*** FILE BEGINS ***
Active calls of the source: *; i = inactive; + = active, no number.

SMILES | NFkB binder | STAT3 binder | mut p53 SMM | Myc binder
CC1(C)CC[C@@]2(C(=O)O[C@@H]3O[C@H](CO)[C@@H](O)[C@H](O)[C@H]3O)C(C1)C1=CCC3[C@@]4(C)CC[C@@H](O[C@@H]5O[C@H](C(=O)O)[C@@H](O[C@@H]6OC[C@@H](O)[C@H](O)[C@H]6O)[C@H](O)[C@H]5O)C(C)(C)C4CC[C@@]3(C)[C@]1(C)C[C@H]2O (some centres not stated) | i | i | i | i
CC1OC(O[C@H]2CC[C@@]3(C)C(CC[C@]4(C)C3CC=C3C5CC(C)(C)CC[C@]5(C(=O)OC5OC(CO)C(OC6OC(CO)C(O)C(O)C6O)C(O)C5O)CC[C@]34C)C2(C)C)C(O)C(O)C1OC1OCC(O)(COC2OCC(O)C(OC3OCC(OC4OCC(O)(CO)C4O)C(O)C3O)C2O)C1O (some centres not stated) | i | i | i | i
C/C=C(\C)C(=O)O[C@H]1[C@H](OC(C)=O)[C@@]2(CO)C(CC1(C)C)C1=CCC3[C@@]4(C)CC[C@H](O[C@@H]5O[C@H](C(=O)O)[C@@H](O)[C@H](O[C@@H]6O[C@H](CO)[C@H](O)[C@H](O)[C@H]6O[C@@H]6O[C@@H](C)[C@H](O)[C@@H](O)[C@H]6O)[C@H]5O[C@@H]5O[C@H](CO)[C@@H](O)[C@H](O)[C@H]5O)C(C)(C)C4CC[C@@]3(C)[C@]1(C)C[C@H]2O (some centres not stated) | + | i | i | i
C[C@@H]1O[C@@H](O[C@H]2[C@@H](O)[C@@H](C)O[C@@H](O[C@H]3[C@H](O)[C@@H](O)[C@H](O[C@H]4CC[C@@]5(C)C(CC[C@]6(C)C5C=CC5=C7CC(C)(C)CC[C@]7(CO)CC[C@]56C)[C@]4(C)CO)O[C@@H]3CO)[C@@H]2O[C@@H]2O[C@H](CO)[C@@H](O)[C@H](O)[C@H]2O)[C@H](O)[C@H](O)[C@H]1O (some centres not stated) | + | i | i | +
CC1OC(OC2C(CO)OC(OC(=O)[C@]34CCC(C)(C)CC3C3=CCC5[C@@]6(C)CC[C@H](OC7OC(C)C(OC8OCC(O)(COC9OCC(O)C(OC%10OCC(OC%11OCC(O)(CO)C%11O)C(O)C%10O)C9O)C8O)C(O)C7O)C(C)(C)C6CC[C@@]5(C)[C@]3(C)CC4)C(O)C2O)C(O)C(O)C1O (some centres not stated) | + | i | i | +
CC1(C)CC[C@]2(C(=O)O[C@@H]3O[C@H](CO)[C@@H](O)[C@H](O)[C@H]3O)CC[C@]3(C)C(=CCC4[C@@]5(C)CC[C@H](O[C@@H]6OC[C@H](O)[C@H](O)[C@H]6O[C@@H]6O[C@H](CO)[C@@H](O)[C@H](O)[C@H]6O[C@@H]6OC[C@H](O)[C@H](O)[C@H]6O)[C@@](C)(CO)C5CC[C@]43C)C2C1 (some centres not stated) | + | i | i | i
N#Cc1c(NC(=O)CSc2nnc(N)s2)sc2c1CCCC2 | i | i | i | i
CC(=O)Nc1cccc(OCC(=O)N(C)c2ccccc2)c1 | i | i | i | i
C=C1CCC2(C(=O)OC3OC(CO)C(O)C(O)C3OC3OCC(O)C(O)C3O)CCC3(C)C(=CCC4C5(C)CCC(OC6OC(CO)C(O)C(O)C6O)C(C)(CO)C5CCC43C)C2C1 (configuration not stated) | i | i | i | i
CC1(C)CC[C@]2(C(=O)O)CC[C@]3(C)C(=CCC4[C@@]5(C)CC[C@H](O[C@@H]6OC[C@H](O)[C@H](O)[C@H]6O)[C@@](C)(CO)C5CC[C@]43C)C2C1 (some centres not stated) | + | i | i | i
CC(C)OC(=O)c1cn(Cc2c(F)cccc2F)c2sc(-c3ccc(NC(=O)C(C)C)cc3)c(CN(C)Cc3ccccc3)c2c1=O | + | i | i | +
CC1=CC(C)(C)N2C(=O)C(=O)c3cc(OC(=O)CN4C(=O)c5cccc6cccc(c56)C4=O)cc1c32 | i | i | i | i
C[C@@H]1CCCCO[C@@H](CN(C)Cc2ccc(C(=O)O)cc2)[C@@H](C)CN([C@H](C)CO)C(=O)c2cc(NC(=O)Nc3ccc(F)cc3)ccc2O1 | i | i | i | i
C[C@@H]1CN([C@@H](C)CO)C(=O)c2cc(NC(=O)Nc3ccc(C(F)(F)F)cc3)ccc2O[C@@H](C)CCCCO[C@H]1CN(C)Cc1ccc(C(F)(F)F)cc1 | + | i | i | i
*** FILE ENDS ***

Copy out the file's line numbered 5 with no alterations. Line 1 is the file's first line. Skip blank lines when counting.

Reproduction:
C/C=C(\C)C(=O)O[C@H]1[C@H](OC(C)=O)[C@@]2(CO)C(CC1(C)C)C1=CCC3[C@@]4(C)CC[C@H](O[C@@H]5O[C@H](C(=O)O)[C@@H](O)[C@H](O[C@@H]6O[C@H](CO)[C@H](O)[C@H](O)[C@H]6O[C@@H]6O[C@@H](C)[C@H](O)[C@@H](O)[C@H]6O)[C@H]5O[C@@H]5O[C@H](CO)[C@@H](O)[C@H](O)[C@H]5O)C(C)(C)C4CC[C@@]3(C)[C@]1(C)C[C@H]2O (some centres not stated) | + | i | i | i